Barbar Belgian Honey Ale and the familiarity of fermentation

Posted by John Shearlock on

A whole universe of wondrous entities is created in the process of fermentation and the catalyst for this, the force at the epicentre of the brewing big bang if you like - is sugar.

The preferred source of sugar for brewers is malted barley. This is a grain that has been allowed to germinate and whose starches have been converted into fermentable sugars, but there are plenty of other options, and one is honey.

Fermented honey brews are known as mead and seeing as six million years of human evolution has been accompanied by that of bees (who appeared on the planet some 120 million years prior) it is a fair assumption that mead has a long history. There’s even a theory that Palaeolithic Africans were flooding bee nests, which results in a natural fermentation, to make water clean enough to drink (a generally forgotten yet rather handy by-product of fermentation that has driven beer evolution through the ages).

Today's brew is made using honey, wheat, hops and yeast - and to the best of my knowledge, the majority of its fermentable sugar comes from the honey, so it falls under the broader definition of a mead.

The bottle doesn’t really shout about this though - and it’s only upon close scrutiny that you’ll find the words miel and honingbier on the label.

Although I am totally down with the notion of not pandering to us lazy anglophones - I do find it a touch odd that such a specialised ale would not communicate itself clearly to its customers. Knowingly taking home a honey beer is surely preferable to taking home a Belgian blonde to discover it’s a honey brew?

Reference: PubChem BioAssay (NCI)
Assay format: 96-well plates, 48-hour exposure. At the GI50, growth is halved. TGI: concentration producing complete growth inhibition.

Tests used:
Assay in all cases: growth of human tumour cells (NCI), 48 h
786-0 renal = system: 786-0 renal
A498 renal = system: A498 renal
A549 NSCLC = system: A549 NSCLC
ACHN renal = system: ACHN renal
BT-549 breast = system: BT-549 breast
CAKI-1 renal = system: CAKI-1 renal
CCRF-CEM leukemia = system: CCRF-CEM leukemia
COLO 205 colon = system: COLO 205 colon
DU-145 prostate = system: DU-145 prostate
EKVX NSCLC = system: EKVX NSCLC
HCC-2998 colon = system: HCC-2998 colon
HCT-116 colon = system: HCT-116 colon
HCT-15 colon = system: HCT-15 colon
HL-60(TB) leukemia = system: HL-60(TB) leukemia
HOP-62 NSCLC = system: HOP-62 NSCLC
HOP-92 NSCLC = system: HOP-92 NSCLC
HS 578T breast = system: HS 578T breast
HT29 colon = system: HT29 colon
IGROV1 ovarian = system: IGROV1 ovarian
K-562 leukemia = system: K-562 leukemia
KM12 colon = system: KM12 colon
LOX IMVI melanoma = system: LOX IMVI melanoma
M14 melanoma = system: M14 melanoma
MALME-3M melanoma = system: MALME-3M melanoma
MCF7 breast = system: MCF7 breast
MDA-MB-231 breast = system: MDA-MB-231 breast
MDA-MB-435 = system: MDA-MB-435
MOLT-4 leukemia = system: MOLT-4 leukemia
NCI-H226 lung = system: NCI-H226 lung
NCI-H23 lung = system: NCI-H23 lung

I don’t know that I've ever drunk a mead in anger… so I’m keen to give this a go!

It pours a scintillating gold in the glass with a thick white head. The nose is rich and mineral at the same time with lager and ripe sweet notes competing, but also combining to create something quite appealing. I really don’t think I would have thought of honey had I not known this was made using the stuff - but it’s there if you really zone in on proceedings. The palate is equally rich and mouth coating and seems classically Belgian - this brew could easily be the result of subtle spice and candy sugar - it’s not malty but it’s rich and sweet to a certain extent…

Ok I am suitably impressed and now see why the brewers at Brasserie Lefebvre don’t shout about the honey element - it’s really not what defines the beer.

Fermentation has done it’s job. It has taken the sugary honey and created a new and familiar world - and the irony is that if you purchased this beer hoping simply for a Belgian blonde, you’d be pretty damn happy…

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